When the labor market is tight, or an “employees’ market,” companies do all they can to attract and retain staff. They must evaluate their staffing strategy if they’re experiencing gaps in their hiring process. No matter the current labor market, companies would do well to keep their employees satisfied and maintain the best practices for staffing, whether for back-office positions or warehouse operations.
How to prioritize retention while onboarding and training
Onboarding and training help shape new employees’ first impressions and the foundation of their experience at the company. The strategies companies use can determine whether they decide to stick around.
Onboarding and training should provide information but also show that the company is invested in its employees. When a company’s values are shown and are not simply a talking point, employees can get a better picture of what the job will be like after the newness wears off.
A new, permanent employee sticking around for the first 90 days can be a good indicator they’ll continue working for a year or longer. Prioritizing the first months after hiring is important, and long-term employee satisfaction should also be a continual priority.
Technology is a key area where staff can feel support or frustration. Maintaining a strategic tech stack can help employees excel at their jobs and open up advancement opportunities. By investing in technology, the company is also investing in its people.
Onboarding and training temporary staff
The biggest challenge when planning onboarding and training for temporary staff is finding the right amount of information they need to be successful. Too much training can be overwhelming; too little can prevent them from performing their jobs well. Technology can be a valuable tool in achieving a good balance, giving temporary hires a tool designed to be intuitive and allow them to hit the ground running sooner.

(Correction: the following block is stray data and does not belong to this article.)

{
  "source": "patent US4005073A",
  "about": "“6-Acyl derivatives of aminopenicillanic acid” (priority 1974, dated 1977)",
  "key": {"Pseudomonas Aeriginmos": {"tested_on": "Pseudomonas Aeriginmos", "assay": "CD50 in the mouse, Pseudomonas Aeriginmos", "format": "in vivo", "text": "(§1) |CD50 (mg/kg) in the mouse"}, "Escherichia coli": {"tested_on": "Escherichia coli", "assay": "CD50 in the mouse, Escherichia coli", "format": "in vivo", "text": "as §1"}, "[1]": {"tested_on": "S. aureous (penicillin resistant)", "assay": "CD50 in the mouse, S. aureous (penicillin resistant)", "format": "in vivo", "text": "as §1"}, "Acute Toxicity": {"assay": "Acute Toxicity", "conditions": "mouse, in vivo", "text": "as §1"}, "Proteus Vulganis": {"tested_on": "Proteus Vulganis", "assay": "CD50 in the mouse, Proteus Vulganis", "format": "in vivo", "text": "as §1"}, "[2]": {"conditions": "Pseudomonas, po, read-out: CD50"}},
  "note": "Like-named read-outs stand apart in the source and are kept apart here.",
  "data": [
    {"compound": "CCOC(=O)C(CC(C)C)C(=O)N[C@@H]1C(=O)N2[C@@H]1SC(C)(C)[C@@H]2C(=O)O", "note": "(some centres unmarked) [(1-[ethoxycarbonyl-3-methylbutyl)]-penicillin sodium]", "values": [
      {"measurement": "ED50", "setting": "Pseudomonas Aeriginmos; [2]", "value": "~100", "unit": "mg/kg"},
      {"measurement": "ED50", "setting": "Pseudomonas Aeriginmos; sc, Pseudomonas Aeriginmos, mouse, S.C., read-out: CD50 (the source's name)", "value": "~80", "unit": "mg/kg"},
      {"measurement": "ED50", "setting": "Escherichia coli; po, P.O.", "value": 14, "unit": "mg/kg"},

How does automation factor into new staffing needs?
Automation can be a tool for increasing productivity for employees by handling simple and repetitive tasks. It’s meant for steps in the workflow that don’t require complex decision-making, so employees spend their time on higher-value tasks, which aren’t replaceable by automation. Where automation shines is enabling greater productivity.
Supporting employee retention and career growth
Okuma Fishing is one example of using technology to increase employee retention. The wholesale supplier of sport fishing gear invested in Pacejet’s shipping solution to help increase their productivity, receiving and processing orders faster and reordering on a shorter cycle. The result was sales growth for the business along with career growth for their employees.
A warehouse packer, since promoted to Logistics Analyst, saw the technology investment as an opportunity. It created a more productive working environment and allowed him to apply his expertise toward managing workflows and processes, earning him another promotion related to technology implementation. By investing in employees, Okuma Fishing is better able to attract and retain talent.
In the search for ways to stay competitive by keeping costs down and avoiding waste, companies must examine their tech stacks as well as their staffing. Technology can increase productivity for operations and open the door for employee advancement. Companies must also be competitive in the context of the labor market, reducing turnover by providing the support, including technology, that creates a great place to work.
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